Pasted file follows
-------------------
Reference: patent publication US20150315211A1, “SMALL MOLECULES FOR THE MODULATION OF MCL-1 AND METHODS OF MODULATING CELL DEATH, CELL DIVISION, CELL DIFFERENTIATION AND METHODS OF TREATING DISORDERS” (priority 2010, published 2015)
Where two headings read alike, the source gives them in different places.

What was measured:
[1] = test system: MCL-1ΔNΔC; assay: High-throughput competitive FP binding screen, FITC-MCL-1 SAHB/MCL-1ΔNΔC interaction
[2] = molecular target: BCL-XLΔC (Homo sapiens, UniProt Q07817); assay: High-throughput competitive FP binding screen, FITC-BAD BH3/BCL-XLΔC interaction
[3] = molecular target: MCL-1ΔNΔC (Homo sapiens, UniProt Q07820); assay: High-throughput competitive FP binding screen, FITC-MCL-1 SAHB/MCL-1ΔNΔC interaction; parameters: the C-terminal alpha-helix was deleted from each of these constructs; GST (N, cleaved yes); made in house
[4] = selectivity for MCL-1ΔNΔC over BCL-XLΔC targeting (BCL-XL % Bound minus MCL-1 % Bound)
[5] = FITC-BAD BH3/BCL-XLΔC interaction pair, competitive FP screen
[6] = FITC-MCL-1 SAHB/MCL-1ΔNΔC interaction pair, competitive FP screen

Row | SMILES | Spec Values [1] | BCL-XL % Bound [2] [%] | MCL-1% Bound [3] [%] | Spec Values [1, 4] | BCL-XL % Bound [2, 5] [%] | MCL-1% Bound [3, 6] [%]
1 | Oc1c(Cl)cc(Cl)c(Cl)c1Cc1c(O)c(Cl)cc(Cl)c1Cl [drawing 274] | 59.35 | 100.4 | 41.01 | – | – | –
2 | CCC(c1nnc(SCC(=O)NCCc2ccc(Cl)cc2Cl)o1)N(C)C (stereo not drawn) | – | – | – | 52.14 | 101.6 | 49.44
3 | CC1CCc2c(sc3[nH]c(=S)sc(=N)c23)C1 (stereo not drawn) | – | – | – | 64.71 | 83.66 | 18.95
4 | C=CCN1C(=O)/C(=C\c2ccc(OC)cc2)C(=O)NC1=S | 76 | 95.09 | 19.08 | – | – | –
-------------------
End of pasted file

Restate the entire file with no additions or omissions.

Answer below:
Reference: patent publication US20150315211A1, “SMALL MOLECULES FOR THE MODULATION OF MCL-1 AND METHODS OF MODULATING CELL DEATH, CELL DIVISION, CELL DIFFERENTIATION AND METHODS OF TREATING DISORDERS” (priority 2010, published 2015)
Where two headings read alike, the source gives them in different places.

What was measured:
[1] = test system: MCL-1ΔNΔC; assay: High-throughput competitive FP binding screen, FITC-MCL-1 SAHB/MCL-1ΔNΔC interaction
[2] = molecular target: BCL-XLΔC (Homo sapiens, UniProt Q07817); assay: High-throughput competitive FP binding screen, FITC-BAD BH3/BCL-XLΔC interaction
[3] = molecular target: MCL-1ΔNΔC (Homo sapiens, UniProt Q07820); assay: High-throughput competitive FP binding screen, FITC-MCL-1 SAHB/MCL-1ΔNΔC interaction; parameters: the C-terminal alpha-helix was deleted from each of these constructs; GST (N, cleaved yes); made in house
[4] = selectivity for MCL-1ΔNΔC over BCL-XLΔC targeting (BCL-XL % Bound minus MCL-1 % Bound)
[5] = FITC-BAD BH3/BCL-XLΔC interaction pair, competitive FP screen
[6] = FITC-MCL-1 SAHB/MCL-1ΔNΔC interaction pair, competitive FP screen

Row | SMILES | Spec Values [1] | BCL-XL % Bound [2] [%] | MCL-1% Bound [3] [%] | Spec Values [1, 4] | BCL-XL % Bound [2, 5] [%] | MCL-1% Bound [3, 6] [%]
1 | Oc1c(Cl)cc(Cl)c(Cl)c1Cc1c(O)c(Cl)cc(Cl)c1Cl [drawing 274] | 59.35 | 100.4 | 41.01 | – | – | –
2 | CCC(c1nnc(SCC(=O)NCCc2ccc(Cl)cc2Cl)o1)N(C)C (stereo not drawn) | – | – | – | 52.14 | 101.6 | 49.44
3 | CC1CCc2c(sc3[nH]c(=S)sc(=N)c23)C1 (stereo not drawn) | – | – | – | 64.71 | 83.66 | 18.95
4 | C=CCN1C(=O)/C(=C\c2ccc(OC)cc2)C(=O)NC1=S | 76 | 95.09 | 19.08 | – | – | –